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The Puerto quagmire going nowhere fast

  • By Andrew Hood
  • Published Jan. 28, 2013
  • Updated Apr. 16, 2013 at 2:27 PM EDT
Eufemiano Fuentes and four others appeared in court Monday to start the latest Operación Puerto hearings, but like many before, nothing informative came out of Monday's procedural hearing. Photo: Dani Pozo | AFP

MADRID (VN) — The opening day of hearings in the Operación Puerto doping case were not encouraging for anyone expecting revelations.

Instead, it was a media circus outside Juzgados No. 21 on a brisk winter morning in Madrid, with alleged ringleader Eufemiano Fuentes doing the “perp walk” in front of a seething mass of shoving photojournalists and TV camera crews.

After delays, due in large part to the more than 100 media who showed up to document the opening of the highly anticipated hearings, the five defendants did little more than show up before the court did what it’s been doing since 2006: delay the proceedings yet again.

After taking nearly seven years to reach court, yet another delay should not come as a surprise at the slow-moving hands of justice in Spain.

Six years of VeloNews.com Puerto coverage >>

Tuesday will see the first testimony from alleged ringleader Fuentes, with Manolo Saíz, Yolanda Fuentes, Vincente Belda and José Ignacio Labarta all lined up in the coming days.

On Monday, all five lined up in front of cameras, none looking very happy to be there, though Belda seemed to have a chuckle at the media circus brewing around him.

It’s hard to say what will come out of the long-awaited hearings. The case has been hamstrung since its inception.

Because there was no existing anti-doping law on the books at the time of the May 2006 raids, the courts could only look at the international doping ring through the narrow prism of current law at the time.

That means that Fuentes and the other Puerto defendants are only looking at lesser charges, such as a risk to public health. Maximum penalties include two-year jail terms (served as probation for first-time offenders), minor fines and perhaps the loss of medical licenses for Fuentes. No athletes involved in the case will face any charges.

There are a few unknowns going into the hearings, however.

First, a new judge is taking over the proceedings. The previous judge had twice tried to close the case due to what he called a lack of evidence. Spanish judges have tremendous autonomy, however, so it will be interesting to see how the new judge, Julia Patricia Santamaría, will frame the arguments.

According to Spanish media reports, defense lawyers are not denying that doping practices took place. Instead, they are expected to argue that the 200 or so blood bags found by police raids complied with medical standards.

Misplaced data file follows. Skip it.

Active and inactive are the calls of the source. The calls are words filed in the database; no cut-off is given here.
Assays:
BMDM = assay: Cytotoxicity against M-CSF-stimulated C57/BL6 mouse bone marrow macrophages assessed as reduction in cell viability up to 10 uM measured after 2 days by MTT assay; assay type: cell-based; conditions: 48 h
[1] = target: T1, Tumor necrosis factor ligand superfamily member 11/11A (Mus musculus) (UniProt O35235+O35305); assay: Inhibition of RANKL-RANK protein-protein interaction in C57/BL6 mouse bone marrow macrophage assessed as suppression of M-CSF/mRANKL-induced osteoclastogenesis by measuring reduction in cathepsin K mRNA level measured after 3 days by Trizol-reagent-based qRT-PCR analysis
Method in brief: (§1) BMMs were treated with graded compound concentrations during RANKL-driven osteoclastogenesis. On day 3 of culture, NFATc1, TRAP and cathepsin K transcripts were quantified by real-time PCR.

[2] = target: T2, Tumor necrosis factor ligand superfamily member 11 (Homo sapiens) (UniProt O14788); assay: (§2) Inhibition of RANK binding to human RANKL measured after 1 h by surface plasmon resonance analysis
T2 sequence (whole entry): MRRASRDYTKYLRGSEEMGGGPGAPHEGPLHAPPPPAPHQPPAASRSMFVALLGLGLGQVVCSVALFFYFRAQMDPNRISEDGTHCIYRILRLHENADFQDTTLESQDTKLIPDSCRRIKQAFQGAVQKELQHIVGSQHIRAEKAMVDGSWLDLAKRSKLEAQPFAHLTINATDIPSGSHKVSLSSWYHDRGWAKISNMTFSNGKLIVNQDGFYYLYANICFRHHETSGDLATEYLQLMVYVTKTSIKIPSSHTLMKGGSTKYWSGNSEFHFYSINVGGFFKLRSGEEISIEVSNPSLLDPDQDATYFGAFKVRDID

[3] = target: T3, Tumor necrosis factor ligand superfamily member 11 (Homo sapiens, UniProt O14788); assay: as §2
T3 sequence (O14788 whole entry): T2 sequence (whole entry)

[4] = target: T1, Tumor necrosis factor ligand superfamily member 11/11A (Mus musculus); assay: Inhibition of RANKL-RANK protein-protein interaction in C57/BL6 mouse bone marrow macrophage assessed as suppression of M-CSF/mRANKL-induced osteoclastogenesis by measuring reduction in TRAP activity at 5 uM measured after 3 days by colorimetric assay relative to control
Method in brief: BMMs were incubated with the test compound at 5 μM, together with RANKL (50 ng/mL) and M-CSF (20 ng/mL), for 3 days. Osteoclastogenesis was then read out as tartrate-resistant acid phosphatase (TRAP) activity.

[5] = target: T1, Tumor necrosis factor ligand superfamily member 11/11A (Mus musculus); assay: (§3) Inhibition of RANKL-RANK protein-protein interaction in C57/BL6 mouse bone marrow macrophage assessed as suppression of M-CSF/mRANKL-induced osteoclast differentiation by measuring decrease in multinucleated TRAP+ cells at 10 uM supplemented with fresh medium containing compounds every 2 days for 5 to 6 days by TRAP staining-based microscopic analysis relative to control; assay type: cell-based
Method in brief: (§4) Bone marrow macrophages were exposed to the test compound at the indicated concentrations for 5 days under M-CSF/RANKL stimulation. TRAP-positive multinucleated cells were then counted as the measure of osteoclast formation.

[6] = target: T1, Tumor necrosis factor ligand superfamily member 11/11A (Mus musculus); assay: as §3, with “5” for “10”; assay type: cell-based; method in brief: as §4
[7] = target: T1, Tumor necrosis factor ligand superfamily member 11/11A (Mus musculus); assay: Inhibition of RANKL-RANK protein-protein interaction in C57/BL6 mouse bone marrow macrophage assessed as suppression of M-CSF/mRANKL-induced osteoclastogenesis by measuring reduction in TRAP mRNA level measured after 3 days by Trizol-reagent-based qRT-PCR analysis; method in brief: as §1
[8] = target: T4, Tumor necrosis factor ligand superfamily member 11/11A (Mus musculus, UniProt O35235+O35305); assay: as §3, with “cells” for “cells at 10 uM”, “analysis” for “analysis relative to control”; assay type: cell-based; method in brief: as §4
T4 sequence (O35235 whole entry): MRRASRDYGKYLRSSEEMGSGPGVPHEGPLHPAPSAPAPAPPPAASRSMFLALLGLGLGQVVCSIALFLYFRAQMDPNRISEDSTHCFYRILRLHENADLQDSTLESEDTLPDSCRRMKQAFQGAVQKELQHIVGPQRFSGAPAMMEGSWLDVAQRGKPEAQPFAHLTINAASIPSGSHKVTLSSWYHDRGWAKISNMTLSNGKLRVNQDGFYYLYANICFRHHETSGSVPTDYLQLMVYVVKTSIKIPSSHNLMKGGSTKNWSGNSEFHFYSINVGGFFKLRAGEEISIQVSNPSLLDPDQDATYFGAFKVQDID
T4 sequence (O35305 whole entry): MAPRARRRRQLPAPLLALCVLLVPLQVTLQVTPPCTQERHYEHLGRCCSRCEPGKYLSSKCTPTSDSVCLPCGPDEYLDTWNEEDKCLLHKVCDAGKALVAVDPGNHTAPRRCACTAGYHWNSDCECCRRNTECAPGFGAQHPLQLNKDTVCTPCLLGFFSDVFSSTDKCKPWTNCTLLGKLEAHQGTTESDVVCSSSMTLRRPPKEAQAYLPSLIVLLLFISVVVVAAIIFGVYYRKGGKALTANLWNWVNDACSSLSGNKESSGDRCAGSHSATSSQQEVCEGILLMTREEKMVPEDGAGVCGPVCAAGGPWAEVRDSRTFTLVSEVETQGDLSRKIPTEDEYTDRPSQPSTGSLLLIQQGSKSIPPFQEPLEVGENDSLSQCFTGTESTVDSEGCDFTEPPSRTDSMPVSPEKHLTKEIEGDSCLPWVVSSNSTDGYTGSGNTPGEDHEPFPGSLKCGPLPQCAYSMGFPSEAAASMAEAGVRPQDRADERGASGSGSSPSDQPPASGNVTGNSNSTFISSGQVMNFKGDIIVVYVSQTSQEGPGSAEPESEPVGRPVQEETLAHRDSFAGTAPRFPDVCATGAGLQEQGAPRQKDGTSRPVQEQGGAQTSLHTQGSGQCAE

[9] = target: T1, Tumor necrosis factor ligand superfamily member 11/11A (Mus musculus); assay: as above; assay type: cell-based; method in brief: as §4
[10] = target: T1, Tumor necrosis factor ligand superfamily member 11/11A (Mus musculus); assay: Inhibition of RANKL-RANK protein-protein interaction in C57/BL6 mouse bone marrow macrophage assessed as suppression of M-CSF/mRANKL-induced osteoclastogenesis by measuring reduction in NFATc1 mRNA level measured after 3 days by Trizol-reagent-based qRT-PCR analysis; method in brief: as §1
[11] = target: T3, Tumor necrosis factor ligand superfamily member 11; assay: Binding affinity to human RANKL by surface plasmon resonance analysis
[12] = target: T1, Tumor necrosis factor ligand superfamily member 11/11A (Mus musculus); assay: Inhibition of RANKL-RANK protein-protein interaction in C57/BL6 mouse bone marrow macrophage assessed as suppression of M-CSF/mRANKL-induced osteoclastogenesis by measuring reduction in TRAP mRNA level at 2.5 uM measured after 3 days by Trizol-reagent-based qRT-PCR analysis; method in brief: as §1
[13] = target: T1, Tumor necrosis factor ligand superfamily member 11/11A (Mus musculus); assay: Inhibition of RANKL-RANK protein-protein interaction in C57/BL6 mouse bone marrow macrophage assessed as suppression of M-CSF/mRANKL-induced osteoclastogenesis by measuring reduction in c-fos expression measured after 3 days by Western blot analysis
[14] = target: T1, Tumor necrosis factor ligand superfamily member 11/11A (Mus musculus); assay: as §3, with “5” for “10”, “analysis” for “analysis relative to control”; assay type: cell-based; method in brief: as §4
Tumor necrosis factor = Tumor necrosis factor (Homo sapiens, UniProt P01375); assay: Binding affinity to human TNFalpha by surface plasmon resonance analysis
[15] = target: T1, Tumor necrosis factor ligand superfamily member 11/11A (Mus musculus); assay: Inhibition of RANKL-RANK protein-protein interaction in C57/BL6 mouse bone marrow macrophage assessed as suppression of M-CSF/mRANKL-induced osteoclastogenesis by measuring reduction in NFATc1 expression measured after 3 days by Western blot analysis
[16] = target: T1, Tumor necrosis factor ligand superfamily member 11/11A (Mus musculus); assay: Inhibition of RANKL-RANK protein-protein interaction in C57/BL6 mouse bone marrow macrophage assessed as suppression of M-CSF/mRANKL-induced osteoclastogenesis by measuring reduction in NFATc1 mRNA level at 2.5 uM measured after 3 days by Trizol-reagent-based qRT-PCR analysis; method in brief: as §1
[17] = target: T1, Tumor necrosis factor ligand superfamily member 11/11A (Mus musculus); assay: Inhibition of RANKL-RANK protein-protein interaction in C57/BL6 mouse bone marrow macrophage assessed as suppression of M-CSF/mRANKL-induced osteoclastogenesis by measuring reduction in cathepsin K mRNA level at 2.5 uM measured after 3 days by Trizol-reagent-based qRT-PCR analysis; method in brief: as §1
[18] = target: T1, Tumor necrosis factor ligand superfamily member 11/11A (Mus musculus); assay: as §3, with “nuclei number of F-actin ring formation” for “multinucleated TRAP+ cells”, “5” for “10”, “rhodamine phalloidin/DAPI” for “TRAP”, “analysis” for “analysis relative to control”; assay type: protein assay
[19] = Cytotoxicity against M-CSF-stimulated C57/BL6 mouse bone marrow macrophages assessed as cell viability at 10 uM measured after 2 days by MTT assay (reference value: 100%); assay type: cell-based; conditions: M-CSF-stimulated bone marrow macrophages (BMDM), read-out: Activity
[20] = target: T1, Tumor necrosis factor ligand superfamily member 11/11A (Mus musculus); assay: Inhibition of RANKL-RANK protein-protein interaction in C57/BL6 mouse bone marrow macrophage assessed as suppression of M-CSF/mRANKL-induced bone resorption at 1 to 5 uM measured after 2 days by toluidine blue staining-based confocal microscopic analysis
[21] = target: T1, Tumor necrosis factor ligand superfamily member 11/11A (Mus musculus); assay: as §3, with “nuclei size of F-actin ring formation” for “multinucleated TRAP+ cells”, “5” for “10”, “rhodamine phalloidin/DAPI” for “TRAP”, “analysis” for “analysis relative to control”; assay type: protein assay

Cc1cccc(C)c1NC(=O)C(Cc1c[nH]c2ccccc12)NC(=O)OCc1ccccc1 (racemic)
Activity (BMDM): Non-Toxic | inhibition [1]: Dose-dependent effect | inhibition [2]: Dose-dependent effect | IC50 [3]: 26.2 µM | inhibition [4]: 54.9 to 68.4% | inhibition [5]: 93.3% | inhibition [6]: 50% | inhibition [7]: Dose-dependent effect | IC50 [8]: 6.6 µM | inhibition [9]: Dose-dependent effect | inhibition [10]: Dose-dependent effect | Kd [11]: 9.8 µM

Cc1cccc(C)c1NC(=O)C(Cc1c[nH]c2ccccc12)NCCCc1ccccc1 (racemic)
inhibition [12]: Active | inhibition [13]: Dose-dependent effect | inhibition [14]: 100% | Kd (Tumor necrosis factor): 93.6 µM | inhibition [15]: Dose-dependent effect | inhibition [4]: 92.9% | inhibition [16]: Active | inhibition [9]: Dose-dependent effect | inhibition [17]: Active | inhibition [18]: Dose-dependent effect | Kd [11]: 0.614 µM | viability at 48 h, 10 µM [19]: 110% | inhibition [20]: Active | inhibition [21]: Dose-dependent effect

How far the judge allows testimony to go will be fundamental to what happens next.

The Puerto hearings are scheduled through late March, with several big names being called to the witness stand.

One of the most frustrating aspects of the Puerto scandal from day one has been the lack of transparency.

There were more than 50 cyclists in Fuentes’ files, but only a handful served bans. Others escaped bans entirely, so there are probably more than a few pros nervously watching the proceedings in Madrid.

The UCI and WADA are also watching carefully. They will be waiting on the sidelines, keen to get their hands on police files when the court hearings are completed this spring. That could mean a new round of backdated bans for some still-active riders.

There are questions about other teams not outed in the initial raids, especially the fate of Bjarne Riis, now the manager of Saxo-Tinkoff. In his book, “The Secret Race,” Tyler Hamilton insists that Riis introduced him to Fuentes.

According to ESPN, Hamilton has written the Spanish court outlining his links to Fuentes. Other former Riis riders, including Ivan Basso and Fränk Schleck have had links to Fuentes (Basso served a two-year ban and Schleck admitted to transferring money to Fuentes’ bank account, but was not banned). It remains to be seen if Riis, who denies knowing Fuentes, is eventually implicated.

And there is the question of the “other” sports. Initial Puerto reports signaled links to soccer, tennis, and track and field, among others, but those were quickly hushed up.

If the judge presses Fuentes, the Spanish doctor might divulge his work beyond cycling. That could prove crushing, but also liberating for the sport that often finds itself singled out over its doping history.

There is also increasing political pressure, with a new central government eager to show that Spain can be tough on dopers — especially with Madrid bidding for the 2020 Summer Olympic Games.

Whether that’s enough to blow open the Puerto files remains to be seen.

One thing is sure about Operación Puerto: you shouldn’t hold your breath waiting for a verdict.

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Andrew Hood

Andrew Hood

Andrew Hood cut his journalistic teeth at Colorado dailies before the web boom opened the door to European cycling in the mid-1990s. Hood has covered every Tour de France since 1996 and has been VeloNews' European correspondent since 2002.

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